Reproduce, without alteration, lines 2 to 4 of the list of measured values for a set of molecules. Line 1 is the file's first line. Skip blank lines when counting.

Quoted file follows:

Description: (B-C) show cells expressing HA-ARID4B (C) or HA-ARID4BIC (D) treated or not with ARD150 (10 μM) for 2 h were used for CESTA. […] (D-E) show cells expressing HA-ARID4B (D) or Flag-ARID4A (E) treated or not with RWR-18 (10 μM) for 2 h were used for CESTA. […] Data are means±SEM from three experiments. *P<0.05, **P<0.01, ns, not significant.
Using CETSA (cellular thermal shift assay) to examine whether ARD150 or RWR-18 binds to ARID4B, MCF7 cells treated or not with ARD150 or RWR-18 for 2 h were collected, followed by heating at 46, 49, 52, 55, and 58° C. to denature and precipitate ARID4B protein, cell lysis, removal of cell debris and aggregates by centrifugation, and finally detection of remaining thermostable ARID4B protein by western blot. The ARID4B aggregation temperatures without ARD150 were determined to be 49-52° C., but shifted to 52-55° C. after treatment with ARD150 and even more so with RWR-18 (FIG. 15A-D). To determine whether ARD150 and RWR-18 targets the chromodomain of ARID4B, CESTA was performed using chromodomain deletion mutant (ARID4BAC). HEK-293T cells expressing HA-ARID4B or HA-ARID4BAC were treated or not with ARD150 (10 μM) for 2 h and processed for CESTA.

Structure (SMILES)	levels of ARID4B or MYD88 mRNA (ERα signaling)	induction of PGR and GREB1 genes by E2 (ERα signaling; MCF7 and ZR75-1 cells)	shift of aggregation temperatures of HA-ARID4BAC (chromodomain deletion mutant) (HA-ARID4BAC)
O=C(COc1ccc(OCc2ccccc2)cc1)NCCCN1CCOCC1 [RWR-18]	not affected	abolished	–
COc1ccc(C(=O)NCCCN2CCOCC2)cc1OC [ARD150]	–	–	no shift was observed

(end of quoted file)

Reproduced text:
Using CETSA (cellular thermal shift assay) to examine whether ARD150 or RWR-18 binds to ARID4B, MCF7 cells treated or not with ARD150 or RWR-18 for 2 h were collected, followed by heating at 46, 49, 52, 55, and 58° C. to denature and precipitate ARID4B protein, cell lysis, removal of cell debris and aggregates by centrifugation, and finally detection of remaining thermostable ARID4B protein by western blot. The ARID4B aggregation temperatures without ARD150 were determined to be 49-52° C., but shifted to 52-55° C. after treatment with ARD150 and even more so with RWR-18 (FIG. 15A-D). To determine whether ARD150 and RWR-18 targets the chromodomain of ARID4B, CESTA was performed using chromodomain deletion mutant (ARID4BAC). HEK-293T cells expressing HA-ARID4B or HA-ARID4BAC were treated or not with ARD150 (10 μM) for 2 h and processed for CESTA.

Structure (SMILES)	levels of ARID4B or MYD88 mRNA (ERα signaling)	induction of PGR and GREB1 genes by E2 (ERα signaling; MCF7 and ZR75-1 cells)	shift of aggregation temperatures of HA-ARID4BAC (chromodomain deletion mutant) (HA-ARID4BAC)
O=C(COc1ccc(OCc2ccccc2)cc1)NCCCN1CCOCC1 [RWR-18]	not affected	abolished	–